By Peter Biggins
Betsy Drueke contributed to this family history.
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In June-July 1935, my maternal grandparents, Will and Rose Drueke, took a trip out West from Grand Rapids, Michigan. Will was 51 and Rose was 53. For Will it was mostly business. For Rose it was pleasure, but a strenuous trip nonetheless.
We don't know anything about the car they drove in.
They stayed in hotels but mostly in a new kind of place called a motor hotel or travel court. They picked up mail from their family at prearranged hotels in the larger cities.
We have detailed information from letters written by Rose. But the letters cover only the trip down to Texas and out to Los Angeles from June 2 to June 24. There is nothing about the trip up to Washington and back to Grand Rapids, other than the list of prearranged hotels where they picked up their mail.
Several times Rose mentions that they stayed in a place that had Beautyrest mattresses. These mattresses were introduced by Simmons in 1925. Simmons promoted its products aggressively with ads that included testimonials from famous people such as Eleanor Roosevelt in 1927 and Henry Ford, H.G. Wells, Thomas Edison, Guglielmo Marconi and George Bernard Shaw in 1929. Eleanor Roosevelt continued to promote the brand into the 1930s, through her radio show. Cole Porter mentioned the Beautyrest brand in the lyrics of his 1934 song "Anything Goes."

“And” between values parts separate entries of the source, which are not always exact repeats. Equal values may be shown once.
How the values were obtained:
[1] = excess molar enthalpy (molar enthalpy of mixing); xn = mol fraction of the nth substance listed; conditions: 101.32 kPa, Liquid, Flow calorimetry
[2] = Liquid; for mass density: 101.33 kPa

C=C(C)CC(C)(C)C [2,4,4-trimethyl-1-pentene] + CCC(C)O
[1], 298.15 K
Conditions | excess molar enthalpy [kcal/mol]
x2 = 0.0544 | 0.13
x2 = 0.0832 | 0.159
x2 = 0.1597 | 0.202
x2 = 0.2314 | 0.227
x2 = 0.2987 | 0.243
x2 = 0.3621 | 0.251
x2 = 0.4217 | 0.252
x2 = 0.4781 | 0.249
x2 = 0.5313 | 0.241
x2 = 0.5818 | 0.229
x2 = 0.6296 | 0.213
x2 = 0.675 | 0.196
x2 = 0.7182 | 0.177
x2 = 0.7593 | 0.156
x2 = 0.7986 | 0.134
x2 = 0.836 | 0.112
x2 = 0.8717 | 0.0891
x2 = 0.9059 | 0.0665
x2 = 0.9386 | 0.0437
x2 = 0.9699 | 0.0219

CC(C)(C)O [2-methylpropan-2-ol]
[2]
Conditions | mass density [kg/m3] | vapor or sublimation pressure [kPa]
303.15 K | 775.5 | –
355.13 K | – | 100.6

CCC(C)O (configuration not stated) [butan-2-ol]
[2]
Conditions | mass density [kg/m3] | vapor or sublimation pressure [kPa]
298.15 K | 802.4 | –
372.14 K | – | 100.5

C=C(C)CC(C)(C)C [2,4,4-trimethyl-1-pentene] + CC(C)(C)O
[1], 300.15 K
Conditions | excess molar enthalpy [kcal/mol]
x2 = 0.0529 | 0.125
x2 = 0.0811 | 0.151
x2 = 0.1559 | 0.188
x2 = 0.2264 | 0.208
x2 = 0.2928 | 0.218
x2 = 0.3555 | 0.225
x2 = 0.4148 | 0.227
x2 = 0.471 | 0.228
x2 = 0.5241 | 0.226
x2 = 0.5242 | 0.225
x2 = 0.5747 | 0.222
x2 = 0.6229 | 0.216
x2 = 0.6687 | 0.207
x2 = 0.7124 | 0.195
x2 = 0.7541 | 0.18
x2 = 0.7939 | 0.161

Their six children were grown and unmarried. They were all living at home, except for Irene.
In 2015, my sister Emily sent me letters she had received from our cousin Betsy Drueke that our grandmother Rose had written about the trip. The letters were addressed mostly to Tanta, her aunt who raised her after her mother died. There was one leter from our grandfather Will to the children.
I should have begun my letter to you yesterday. It was a wonderful day and cool in St. Louis. But after writing a long letter to Irene--I had not written to her since she was home and helped me so much to get ready for my trip. Then I wrote to Ida when Will announced he was ready to leave St. Louis.